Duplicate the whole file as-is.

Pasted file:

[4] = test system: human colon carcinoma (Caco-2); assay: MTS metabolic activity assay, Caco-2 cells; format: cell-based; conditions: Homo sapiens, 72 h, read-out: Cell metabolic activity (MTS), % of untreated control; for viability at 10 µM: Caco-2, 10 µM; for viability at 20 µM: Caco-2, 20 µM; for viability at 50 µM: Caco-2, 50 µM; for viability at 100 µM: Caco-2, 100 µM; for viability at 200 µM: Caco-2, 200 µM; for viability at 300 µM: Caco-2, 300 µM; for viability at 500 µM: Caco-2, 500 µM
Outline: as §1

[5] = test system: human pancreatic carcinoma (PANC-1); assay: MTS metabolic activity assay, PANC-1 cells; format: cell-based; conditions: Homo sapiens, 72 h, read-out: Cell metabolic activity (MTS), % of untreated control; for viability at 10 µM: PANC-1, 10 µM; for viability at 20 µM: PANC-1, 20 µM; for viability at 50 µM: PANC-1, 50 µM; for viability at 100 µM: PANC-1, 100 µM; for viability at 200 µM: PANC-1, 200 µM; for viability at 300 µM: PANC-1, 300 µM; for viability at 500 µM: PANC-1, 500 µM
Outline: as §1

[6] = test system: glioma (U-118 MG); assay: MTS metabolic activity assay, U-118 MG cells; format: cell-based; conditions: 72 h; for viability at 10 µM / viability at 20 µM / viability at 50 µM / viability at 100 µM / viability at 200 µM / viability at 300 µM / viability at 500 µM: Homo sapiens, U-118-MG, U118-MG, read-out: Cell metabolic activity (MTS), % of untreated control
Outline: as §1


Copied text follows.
[4] = test system: human colon carcinoma (Caco-2); assay: MTS metabolic activity assay, Caco-2 cells; format: cell-based; conditions: Homo sapiens, 72 h, read-out: Cell metabolic activity (MTS), % of untreated control; for viability at 10 µM: Caco-2, 10 µM; for viability at 20 µM: Caco-2, 20 µM; for viability at 50 µM: Caco-2, 50 µM; for viability at 100 µM: Caco-2, 100 µM; for viability at 200 µM: Caco-2, 200 µM; for viability at 300 µM: Caco-2, 300 µM; for viability at 500 µM: Caco-2, 500 µM
Outline: as §1

[5] = test system: human pancreatic carcinoma (PANC-1); assay: MTS metabolic activity assay, PANC-1 cells; format: cell-based; conditions: Homo sapiens, 72 h, read-out: Cell metabolic activity (MTS), % of untreated control; for viability at 10 µM: PANC-1, 10 µM; for viability at 20 µM: PANC-1, 20 µM; for viability at 50 µM: PANC-1, 50 µM; for viability at 100 µM: PANC-1, 100 µM; for viability at 200 µM: PANC-1, 200 µM; for viability at 300 µM: PANC-1, 300 µM; for viability at 500 µM: PANC-1, 500 µM
Outline: as §1

[6] = test system: glioma (U-118 MG); assay: MTS metabolic activity assay, U-118 MG cells; format: cell-based; conditions: 72 h; for viability at 10 µM / viability at 20 µM / viability at 50 µM / viability at 100 µM / viability at 200 µM / viability at 300 µM / viability at 500 µM: Homo sapiens, U-118-MG, U118-MG, read-out: Cell metabolic activity (MTS), % of untreated control
Outline: as §1